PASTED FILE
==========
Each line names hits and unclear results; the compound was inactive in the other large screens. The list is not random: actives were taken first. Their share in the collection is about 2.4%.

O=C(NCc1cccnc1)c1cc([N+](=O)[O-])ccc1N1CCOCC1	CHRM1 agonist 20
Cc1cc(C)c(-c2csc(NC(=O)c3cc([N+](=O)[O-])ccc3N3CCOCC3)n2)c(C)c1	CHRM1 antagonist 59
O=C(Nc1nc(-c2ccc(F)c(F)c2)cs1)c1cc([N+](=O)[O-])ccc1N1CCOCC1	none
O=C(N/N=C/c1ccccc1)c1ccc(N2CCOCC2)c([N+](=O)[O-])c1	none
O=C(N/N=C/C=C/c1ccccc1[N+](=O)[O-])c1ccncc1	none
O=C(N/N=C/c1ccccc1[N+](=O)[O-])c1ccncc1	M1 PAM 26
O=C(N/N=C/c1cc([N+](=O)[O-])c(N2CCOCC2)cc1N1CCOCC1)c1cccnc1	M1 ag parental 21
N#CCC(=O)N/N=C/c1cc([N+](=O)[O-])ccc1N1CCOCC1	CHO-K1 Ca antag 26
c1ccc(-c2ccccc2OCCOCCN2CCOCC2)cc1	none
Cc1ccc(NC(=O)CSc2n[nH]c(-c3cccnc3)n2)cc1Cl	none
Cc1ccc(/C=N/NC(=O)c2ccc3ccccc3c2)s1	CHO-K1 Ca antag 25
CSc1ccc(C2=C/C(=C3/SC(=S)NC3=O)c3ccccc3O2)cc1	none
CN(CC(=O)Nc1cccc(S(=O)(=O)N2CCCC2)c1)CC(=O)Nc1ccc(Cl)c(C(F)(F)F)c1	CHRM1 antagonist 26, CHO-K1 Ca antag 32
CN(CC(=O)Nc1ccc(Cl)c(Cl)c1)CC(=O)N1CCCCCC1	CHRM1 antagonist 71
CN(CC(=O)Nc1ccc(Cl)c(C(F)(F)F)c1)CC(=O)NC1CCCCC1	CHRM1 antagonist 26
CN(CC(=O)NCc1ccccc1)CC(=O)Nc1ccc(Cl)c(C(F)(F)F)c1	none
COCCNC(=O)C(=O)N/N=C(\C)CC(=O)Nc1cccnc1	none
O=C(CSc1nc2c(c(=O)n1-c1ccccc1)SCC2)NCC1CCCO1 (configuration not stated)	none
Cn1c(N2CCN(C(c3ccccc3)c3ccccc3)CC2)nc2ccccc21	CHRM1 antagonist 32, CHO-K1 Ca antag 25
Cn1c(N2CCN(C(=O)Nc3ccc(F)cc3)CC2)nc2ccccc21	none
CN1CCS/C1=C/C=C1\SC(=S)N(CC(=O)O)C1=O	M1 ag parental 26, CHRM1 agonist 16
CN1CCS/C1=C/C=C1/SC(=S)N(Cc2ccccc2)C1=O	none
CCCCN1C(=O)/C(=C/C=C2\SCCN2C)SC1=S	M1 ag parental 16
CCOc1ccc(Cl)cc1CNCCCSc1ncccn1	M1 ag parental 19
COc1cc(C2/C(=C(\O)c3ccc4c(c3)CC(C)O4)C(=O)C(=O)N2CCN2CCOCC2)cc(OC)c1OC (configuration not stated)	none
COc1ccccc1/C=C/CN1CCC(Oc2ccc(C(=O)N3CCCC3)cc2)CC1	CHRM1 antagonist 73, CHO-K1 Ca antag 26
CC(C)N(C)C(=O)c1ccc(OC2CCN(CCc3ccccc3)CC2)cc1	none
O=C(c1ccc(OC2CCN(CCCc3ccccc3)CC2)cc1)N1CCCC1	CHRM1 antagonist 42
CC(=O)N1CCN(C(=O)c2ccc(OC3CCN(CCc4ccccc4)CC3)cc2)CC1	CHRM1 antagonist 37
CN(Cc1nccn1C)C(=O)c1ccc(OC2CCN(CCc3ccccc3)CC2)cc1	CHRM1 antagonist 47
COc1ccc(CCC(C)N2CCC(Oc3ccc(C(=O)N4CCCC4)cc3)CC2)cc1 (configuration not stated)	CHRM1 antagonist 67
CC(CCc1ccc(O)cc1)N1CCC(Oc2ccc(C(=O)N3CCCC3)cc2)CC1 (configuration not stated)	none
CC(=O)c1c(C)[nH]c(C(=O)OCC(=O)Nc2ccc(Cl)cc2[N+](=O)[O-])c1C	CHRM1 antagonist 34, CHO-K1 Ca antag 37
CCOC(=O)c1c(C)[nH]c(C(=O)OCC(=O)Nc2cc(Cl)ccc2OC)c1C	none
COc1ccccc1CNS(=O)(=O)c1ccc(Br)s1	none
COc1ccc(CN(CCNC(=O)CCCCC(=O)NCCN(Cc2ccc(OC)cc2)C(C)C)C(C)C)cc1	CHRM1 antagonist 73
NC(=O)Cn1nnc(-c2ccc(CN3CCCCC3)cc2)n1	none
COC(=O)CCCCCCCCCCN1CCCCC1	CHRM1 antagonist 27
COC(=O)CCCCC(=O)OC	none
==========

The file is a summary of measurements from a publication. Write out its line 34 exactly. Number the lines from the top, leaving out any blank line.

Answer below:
CC(=O)c1c(C)[nH]c(C(=O)OCC(=O)Nc2ccc(Cl)cc2[N+](=O)[O-])c1C	CHRM1 antagonist 34, CHO-K1 Ca antag 37